Between these two pricing models, there now is a new one that will fit many use cases: flexible slots or ‘flex slots’.

What is “flex slots” pricing? This newly-introduced flex slots BigQuery pricing model is ideal for cyclical workloads or ad-hoc queries that require some extra power for a certain predictable amount of time.

BigQuery flex slots give you the capability to commit to a certain amount of slots, through a reservation, for a duration as short as 60 seconds (billed at $0.04 per slot per hour, at the time of writing).

An ideal scenario to use flex slots would be if you run daily queries that refresh some data marts every morning, and these queries take 20 minutes to run. You can then buy 2000 slots for that short amount of time every day. This will greatly decrease your costs, as flex slots are cheaper compared to on-demand pricing: see graph below.

A valuable benefit of flex slots is that you can share them between projects and folders. Imagine you have various departments and that you want to allocate a certain amount of queries to each department based on their activity.

As you can see, you buy commitments that you then allocate to reservations. After that, you finally assign reservations to either an organisation, folders or specific projects. While slots are split between these departments, for example the marketing department that only has a reservation of 200 slots could use up to 1000 slots, in case the other two departments are not processing any queries and that their 800 slots are thus sitting idle.

Cost Savings with BigQuery flex slots pricing

“Flex slots” is a real game changer in the sense that it gives you full flexibility on your costs, because you can buy and release slots on the fly. If used properly, it can decrease your BigQuery costs drastically. Below is a chart from a Google post plotting the cost of a 5 TB query:

With on-demand pricing it will cost you 15 USD (5 USD per TB), while the same query with the same amount of slots reserved through flex slots will cost you a third of it.

It is however worth noting that buying less than 2,000 slots will in most cases give you slower performance than with the on-demand pricing where you have by default 2,000 slots available.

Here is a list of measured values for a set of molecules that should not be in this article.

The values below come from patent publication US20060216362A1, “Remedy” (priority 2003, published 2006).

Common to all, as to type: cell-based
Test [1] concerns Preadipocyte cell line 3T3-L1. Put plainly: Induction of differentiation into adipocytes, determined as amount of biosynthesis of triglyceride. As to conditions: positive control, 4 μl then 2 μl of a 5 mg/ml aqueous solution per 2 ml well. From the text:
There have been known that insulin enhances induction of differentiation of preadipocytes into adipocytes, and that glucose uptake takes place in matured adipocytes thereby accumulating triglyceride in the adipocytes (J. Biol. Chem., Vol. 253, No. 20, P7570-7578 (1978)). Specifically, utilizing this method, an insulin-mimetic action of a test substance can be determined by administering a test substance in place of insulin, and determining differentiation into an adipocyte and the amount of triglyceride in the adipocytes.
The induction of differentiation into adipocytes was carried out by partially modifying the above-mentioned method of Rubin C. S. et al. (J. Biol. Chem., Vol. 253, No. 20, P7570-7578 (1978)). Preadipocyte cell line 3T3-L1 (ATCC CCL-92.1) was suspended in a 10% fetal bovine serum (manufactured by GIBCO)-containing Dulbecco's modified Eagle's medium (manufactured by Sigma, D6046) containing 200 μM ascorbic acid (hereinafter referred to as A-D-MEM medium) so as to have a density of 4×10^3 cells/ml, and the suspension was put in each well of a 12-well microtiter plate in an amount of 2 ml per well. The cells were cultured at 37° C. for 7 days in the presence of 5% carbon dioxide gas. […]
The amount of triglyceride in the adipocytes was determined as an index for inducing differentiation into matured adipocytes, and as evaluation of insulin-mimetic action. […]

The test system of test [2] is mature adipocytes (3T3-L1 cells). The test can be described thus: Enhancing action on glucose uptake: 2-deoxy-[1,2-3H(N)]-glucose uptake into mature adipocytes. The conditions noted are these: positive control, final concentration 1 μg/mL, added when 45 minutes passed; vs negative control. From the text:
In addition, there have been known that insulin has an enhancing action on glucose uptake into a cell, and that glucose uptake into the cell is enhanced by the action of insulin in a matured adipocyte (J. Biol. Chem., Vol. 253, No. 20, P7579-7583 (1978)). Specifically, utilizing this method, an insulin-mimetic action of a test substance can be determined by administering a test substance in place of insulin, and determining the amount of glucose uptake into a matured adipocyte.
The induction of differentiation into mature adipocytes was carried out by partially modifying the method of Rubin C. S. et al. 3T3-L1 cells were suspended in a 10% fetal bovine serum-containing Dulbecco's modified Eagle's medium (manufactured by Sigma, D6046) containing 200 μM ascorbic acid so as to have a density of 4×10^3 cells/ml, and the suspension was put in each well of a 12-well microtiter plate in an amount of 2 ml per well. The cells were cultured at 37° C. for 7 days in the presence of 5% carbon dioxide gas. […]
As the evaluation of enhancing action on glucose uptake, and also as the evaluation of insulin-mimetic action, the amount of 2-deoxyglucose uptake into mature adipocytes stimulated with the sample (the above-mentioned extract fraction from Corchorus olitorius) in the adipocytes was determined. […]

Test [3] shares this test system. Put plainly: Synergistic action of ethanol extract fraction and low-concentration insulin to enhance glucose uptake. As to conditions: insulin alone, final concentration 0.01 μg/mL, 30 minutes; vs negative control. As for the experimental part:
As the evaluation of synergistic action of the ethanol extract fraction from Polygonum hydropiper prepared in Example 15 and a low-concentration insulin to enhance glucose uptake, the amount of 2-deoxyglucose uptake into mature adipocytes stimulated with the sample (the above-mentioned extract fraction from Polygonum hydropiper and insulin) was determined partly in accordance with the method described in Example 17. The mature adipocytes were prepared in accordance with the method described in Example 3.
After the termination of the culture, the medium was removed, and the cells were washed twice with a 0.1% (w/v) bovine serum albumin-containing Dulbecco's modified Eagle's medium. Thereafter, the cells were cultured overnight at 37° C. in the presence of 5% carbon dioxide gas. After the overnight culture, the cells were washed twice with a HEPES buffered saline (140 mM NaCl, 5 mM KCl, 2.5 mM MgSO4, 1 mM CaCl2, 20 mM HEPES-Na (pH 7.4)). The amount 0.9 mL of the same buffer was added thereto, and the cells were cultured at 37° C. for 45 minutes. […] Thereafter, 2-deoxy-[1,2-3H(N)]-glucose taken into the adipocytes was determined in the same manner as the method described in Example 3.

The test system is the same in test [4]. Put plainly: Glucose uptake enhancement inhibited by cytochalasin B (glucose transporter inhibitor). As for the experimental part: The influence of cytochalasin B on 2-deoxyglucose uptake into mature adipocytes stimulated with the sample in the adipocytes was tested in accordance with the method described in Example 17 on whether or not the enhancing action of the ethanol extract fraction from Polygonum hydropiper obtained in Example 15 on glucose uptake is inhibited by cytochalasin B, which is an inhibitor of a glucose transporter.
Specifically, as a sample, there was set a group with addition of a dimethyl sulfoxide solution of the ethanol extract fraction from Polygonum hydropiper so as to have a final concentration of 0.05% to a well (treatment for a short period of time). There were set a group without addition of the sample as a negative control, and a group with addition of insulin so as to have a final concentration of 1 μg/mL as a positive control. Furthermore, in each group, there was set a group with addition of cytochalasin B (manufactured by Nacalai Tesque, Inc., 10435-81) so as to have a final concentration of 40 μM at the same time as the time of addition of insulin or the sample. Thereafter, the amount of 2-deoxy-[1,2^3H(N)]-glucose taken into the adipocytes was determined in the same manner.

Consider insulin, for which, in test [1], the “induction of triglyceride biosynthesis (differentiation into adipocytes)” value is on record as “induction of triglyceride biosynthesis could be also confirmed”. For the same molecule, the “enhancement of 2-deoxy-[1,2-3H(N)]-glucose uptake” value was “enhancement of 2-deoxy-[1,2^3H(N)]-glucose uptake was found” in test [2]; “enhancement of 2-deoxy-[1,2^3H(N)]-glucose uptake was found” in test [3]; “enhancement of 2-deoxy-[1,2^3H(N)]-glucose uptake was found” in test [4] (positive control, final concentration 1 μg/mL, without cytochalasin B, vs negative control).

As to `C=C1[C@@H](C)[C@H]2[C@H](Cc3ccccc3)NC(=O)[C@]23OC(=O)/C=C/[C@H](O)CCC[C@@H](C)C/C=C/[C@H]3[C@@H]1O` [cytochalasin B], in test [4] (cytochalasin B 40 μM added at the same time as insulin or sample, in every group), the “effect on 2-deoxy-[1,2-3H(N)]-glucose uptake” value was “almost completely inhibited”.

In order to maximize the advantage of flex slots pricing, you need to be able to start and stop them with ease. The code on this public github repository will jump start you with that.

It gives you two Cloud Functions: one to create BigQuery flex slots commitment, reservation and assignment and the other one to delete these resources. The create function accepts parameters and this will allow you to structure your reservations and assignments.

Once you have the functions deployed on your project using Terraform, you can easily call them within your code. For instance, you could call the “start_bq_flex” function before running a batch of queries and call the “stop_bq_flex” function after the queries are done running.

You could also call these functions through Cloud Scheduler in case you want to have a certain amount of slots always booked at a certain time period (in order to call Cloud Scheduler with authentication, see this link). The “stop_bq_flex” function at the moment removes all the assignments, reservations and commitments; there is definitely room for improvement on more granularity in targeting the resources to be deleted.

Please have a close look at the as this will give you all the necessary information in order to get started with the code.

In summary: BigQuery flex slots is adding a strategic pricing model between on-demand and flat-rate pricings. This new pricing model will certainly play a crucial role in democratizing Big Data analytics with BigQuery for small and medium sized companies. With a sound monitoring system to determine cyclic workloads and a programmatic way of starting and stopping flexible slots, your savings might be as far as 60% as compared to the on-demand pricing model. Hopefully this article will help you master BigQuery flex slots.